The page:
Typing on your word processor? Surfing the Internet? They all took persistence in the face of failure, and a powerful tolerance for frustration. The winners stayed optimistic and went on to succeed, the losers?

Goggle: The Future of Illusion, S. Freud, 1928;

Optimism And Cardiovascular Death

A Fifteen Year Study

Wageningen University, the Netherlands, in a research project lead by Dr. Rick J. Gitay, tracking over one thousand patients for fifteen years:

Between 1991 and 2001, of the 466 men and 475 women in the Delfland Psychiatric Center in Netherlands, 397 died. The researchers concluded these deaths were directly related to the patient’s self-reported pessimistic outlook on their lives.

The participants ranged from ages 65 to 85.

Google: November 2004 issue of Archives of General Psychiatry.

“We found that the trait of optimism was an important long-term determinant of all-cause and cardiovascular mortality it elderly subjects. We took in consideration sociodemographic characteristics and cardiovascular factors.

A predisposition toward optimism seemed to provide a survival benefit in elderly subjects with relatively short life expectancies otherwise.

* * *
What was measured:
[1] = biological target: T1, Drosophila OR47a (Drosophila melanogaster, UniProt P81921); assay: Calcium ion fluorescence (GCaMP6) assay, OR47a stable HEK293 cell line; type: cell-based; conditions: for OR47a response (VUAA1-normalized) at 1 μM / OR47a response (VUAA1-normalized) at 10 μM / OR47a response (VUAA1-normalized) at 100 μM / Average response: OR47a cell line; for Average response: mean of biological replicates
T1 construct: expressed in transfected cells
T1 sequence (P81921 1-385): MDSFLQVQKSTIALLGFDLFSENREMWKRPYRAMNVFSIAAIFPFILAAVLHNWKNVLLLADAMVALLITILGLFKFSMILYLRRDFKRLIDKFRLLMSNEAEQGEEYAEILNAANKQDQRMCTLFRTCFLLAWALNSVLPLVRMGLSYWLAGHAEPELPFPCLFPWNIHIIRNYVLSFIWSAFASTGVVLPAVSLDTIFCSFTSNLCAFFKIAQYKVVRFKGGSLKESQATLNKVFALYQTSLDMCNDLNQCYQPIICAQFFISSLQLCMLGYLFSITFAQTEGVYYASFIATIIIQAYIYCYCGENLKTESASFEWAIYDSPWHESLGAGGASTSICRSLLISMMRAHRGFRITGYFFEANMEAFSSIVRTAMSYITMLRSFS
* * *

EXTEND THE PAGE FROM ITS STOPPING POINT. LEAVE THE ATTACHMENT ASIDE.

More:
Endwords

Those folks who look on the bright side of life are more likely to live considerably longer than pessimists

Death rate in the studied group from all causes was 55% lower for
those with a more optimistic outlook compared to pessimists. And the risks of dying from heart disease were all most 25% reduced.

More. The happiest men cut their risk of dying from any cause by
almost two-thirds, twice as much as women.

Suggestion

Can you put a fake smile on your puss? Pay attention, this single strategy can add up to a decade to your longevity. If you will stop for one-minute, three-times daily, and create a Duchenne Smile (Google it) on your face, you will improve
your life expectancy.

N.B. Smile with the muscles of your EYES, in addition to your mouth muscles.

Try it now. Do you need a better reason to do a make-belief smile than adding healthy years to your life? If you create this new ritual of devoting three-minutes a day to really smiling for no damn reason, you will feel healthier, and given the
proviso you do not crash into a Mack truck, live years longer.

Dr. Martin Seligman, University of Pennsylvania said, “Optimists will try to avoid and escape bad events.” It may seem like a delusional ritual, but it is really a realistic illusion paying vast dividends. You must have continuing purposes and meaning to your life, or you lose the drive to survice.

Mae West, a 1930’s sexy actress said, “I used to be Snow White. I drifted.” We must never permit ourselves to drift from being an active optimist.

Ask us how you can own the competitive edge in school and career by reading and remembering three-books, articles and reports, in the time your peers can hardly finish one. It’s important to your mental health and longevity.

See ya,

copyright © 2008
H. Bernard Wechsler
hbw@speedlearning.org
www.speedlearning.org
1-877-567-2500

Author's Bio: 

Author of Speed Reading For Professionals, published by Barron's. Business partner of Evelyn Wood, creator of speed reading, graduating 2 million, including the White House staffs of four U.S. Presidents.